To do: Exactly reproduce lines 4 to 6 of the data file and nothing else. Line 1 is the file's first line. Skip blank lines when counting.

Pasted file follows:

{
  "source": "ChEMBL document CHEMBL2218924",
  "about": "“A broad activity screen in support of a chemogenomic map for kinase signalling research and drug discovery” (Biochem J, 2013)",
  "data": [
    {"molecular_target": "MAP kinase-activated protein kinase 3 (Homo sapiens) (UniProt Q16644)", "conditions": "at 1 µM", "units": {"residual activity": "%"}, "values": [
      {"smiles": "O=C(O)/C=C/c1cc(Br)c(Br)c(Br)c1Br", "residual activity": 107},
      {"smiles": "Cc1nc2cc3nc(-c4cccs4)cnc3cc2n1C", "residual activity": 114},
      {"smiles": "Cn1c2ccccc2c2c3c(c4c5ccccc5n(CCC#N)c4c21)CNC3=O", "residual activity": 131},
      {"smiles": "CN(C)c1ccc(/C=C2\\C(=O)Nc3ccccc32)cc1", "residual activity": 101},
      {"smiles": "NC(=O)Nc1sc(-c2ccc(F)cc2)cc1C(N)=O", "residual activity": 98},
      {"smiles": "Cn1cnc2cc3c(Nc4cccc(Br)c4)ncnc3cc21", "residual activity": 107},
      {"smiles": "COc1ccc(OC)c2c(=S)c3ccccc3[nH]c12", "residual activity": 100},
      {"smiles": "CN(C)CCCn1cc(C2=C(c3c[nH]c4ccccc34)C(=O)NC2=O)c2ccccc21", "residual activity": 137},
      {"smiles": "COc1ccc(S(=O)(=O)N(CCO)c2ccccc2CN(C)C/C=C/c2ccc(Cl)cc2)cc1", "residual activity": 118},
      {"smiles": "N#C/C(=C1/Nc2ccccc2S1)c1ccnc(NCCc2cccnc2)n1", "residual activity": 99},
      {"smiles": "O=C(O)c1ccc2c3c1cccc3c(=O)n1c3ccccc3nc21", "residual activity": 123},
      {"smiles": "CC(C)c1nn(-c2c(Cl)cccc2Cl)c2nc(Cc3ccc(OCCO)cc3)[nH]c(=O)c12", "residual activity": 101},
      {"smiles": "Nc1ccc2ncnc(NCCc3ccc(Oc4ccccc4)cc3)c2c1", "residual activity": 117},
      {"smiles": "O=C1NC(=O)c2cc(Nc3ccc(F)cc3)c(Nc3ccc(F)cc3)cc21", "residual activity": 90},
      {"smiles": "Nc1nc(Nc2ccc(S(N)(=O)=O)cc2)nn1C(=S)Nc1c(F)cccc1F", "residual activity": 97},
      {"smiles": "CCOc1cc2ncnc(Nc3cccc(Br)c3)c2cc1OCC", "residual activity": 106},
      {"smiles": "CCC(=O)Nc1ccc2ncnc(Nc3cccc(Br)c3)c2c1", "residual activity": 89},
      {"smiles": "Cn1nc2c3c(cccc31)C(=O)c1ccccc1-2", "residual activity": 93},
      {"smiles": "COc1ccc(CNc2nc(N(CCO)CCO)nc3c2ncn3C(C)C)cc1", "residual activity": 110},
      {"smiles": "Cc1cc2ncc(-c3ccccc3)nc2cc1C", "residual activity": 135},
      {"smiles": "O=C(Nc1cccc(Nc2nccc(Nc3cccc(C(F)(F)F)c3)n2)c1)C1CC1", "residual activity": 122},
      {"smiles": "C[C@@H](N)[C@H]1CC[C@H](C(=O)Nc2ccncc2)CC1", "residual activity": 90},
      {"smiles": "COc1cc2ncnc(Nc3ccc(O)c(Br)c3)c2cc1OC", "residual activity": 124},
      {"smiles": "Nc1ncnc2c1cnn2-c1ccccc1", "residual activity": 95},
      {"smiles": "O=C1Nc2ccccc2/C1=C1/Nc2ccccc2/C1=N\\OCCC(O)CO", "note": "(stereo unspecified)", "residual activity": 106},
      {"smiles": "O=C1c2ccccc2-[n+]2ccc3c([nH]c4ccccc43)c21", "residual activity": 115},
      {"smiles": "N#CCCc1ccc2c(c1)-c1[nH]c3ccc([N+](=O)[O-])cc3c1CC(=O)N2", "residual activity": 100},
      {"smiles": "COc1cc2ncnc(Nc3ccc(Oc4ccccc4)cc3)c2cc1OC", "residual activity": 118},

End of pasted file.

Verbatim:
  "data": [
    {"molecular_target": "MAP kinase-activated protein kinase 3 (Homo sapiens) (UniProt Q16644)", "conditions": "at 1 µM", "units": {"residual activity": "%"}, "values": [
      {"smiles": "O=C(O)/C=C/c1cc(Br)c(Br)c(Br)c1Br", "residual activity": 107},